Shimon and Levi single-handedly Killed out an entire city because of immorality against Dinah their sister illustrating their character of anger, later Pinchas a descendant of Levi followed in his fathers footsteps and killed Zimri who was also engaged in an act of immorality using his anger in a postive way, the problem is the person he killed was Shimon's descendant. How did this happen they where both cursed by Yackov for their anger yet Levi developed positively and therfore Pinchas took revenge on the Sin and the other took part in the Sin. What caused this extreme parting of ways?
The Midrash (cited in my comments to YS' answer) gives the following analogy:
It's like two people who borrowed money from the king. One paid back his debt, and indeed later was able to lend to the king. The other not only failed to repay, but borrowed again.
Similarly, Shimon and Levi both "borrowed" (became indebted to G-d) at Shechem. Levi repaid his debt in the desert, when they responded to Moshe's call "Whoever is for Hashem, with me!" (after the Sin of the Golden Calf); and then they went on to "lend" G-d at Shittim (in a sense, Hashem now "owed them one"). Whereas Shimon not only did not make good on their earlier debt, but sank further into liability in the affair of Zimri.
However, the Midrash doesn't give a reason why they developed so differently. For that, we would need R' Yaakov's answer cited by YS.
Although I wonder about another possibility. Way back when, after the brothers' first visit to Egypt to buy grain, Yosef detained Shimon (Gen. 42:24). He had valid reasons for doing so (see Rashi there), but after all, that kept Shimon away from his family for probably several months or more (the time it took for the rest of the brothers to get back to Canaan, consume all of the food they had brought back, convince Yaakov to allow Binyamin to go with them, and then travel back to Egypt). Could it be, then, that this lost time (of being in the presence of the tzaddik Yaakov, or of the opportunity to perform the mitzvah of honoring his father) itself had a negative effect on him?
Reb Yackov Kamenetsky in the Emes LeYaakov answers to understand we have to see how history developed.That is while most of Klal Yisroel were slaves in Mitzrayim,Levi was free to learn Torah. It was the Torah values that allowed the Leviim to channel their zealousness in the proper way. By stark contrast Shevet Shimon never got to learn Torah.Therefore their zealousness had no torah values and therefore expressed itself in forbidden ways. Rav Yackov says: “When zealousness is guided and bound by the limits of the Torah then it will succeed…. But without guidance, boundaries, and the hanhagas haTorah it [zealousness] does not have the power to succeed and ultimately will remove the kanai from the world.”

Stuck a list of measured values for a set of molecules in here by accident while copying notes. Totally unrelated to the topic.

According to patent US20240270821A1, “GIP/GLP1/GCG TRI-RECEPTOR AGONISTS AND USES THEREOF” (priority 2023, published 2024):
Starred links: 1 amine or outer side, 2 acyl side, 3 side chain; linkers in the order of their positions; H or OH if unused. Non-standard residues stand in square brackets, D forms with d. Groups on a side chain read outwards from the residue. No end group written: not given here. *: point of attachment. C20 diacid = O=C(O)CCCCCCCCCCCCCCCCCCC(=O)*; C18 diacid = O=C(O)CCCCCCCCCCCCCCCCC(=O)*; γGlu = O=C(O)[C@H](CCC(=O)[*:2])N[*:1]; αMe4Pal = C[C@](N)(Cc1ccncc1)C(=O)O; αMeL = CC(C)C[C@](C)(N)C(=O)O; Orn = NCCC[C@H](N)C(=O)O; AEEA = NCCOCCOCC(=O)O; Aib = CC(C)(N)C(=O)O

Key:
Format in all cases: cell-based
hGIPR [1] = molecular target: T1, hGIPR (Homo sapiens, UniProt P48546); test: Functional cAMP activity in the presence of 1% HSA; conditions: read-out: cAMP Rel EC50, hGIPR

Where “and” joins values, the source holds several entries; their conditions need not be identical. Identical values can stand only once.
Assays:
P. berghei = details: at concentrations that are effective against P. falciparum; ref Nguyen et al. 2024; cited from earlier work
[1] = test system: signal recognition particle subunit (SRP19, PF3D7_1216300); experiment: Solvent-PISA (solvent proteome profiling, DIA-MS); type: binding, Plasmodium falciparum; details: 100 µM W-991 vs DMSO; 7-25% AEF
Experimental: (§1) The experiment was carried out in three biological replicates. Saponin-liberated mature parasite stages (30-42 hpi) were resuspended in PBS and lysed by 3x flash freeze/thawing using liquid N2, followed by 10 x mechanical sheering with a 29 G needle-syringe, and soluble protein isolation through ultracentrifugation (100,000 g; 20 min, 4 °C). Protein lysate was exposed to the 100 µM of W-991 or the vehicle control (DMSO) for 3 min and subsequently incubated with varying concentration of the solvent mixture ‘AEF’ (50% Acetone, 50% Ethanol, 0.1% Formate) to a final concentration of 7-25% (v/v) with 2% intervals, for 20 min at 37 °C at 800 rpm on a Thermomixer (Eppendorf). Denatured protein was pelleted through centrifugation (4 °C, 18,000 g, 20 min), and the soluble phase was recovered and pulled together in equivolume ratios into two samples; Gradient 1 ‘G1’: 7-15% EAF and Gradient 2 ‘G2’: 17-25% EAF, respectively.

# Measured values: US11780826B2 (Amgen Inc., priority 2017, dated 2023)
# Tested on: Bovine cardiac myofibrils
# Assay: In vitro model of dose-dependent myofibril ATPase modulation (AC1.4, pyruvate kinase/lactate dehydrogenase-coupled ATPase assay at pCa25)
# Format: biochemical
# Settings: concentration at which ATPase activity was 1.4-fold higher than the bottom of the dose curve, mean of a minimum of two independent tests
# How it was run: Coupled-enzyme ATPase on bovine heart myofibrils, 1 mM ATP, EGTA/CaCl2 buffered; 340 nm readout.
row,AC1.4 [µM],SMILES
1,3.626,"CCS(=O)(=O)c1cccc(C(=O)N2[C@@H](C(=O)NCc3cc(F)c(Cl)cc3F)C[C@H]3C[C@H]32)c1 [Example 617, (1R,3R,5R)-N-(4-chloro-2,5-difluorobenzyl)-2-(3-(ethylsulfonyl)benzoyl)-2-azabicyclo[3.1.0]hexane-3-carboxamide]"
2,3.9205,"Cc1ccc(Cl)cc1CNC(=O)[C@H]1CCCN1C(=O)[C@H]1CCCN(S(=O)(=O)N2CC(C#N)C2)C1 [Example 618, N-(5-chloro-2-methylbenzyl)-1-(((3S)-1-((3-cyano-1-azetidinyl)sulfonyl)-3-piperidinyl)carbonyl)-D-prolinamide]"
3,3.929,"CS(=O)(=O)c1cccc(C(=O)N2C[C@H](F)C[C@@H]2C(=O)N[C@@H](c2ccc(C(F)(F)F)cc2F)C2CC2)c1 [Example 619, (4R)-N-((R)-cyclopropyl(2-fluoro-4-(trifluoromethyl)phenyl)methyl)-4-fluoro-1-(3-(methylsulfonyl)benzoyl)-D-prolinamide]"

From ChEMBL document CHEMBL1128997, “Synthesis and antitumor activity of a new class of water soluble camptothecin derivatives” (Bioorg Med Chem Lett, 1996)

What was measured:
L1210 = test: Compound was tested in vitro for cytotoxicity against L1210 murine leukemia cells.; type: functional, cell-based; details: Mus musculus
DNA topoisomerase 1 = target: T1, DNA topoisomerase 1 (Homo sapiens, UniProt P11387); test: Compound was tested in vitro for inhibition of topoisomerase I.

YS cites Pinchas' killing of Zimri (Bamidbar chapter 25) as an example of Shimon and Levi's “parting of ways.” YS's question can be strengthened with further illustrations of the ambiguity and tension that seems to surround these two charcters. In Bereshit, Levi and Shimon are both severely reprimanded in the blessings of Yaakov at the end of his life:
Conversely, at the end of Moshe's life, Levi is praised whereas Shimon is completely ignored:
For Levi the words: “I will divide them in Jacob, and scatter them in Israel” is manifest by taking residence in the arei miklat, cities of refuge, distributed throughout the land of Israel. For Shimon, this meant being awarded a portion of land completely subsumed within the portion of Yehuda and then completely disappearing from the narrative history of the Tanach. The last time we hear from the tribe of Shimon in any narrative portion of Tanach is in the first chapter of the book of Shoftim. There, Shimon is involved in an act of terrible cruelty against the enemy king Adoni Bezek:
Many biblical commentators have addressed the development of the Shimon and Levi characters in the Torah. For example, YS gave an answer provided by Rav Yaakov Kamenetsky. Rav Kamenetsky's answer like many of the answers that are given to this question is obviously correct in the sense that the message it teaches is unambiguously a fundamental message of the Torah:
Furthermore, the distinction made by Rav Kamenetsky's between Shimon and Levi is conceivable assuming we take literally the Midrashim that Levi were learning Torah in Mitzrayim. However, I think a careful, literal reading of text suggests a different answer (for an analysis of the exegetical role of midrash see Appendix #1, for an analysis of Tanach begovah einayim, see Appendix #2).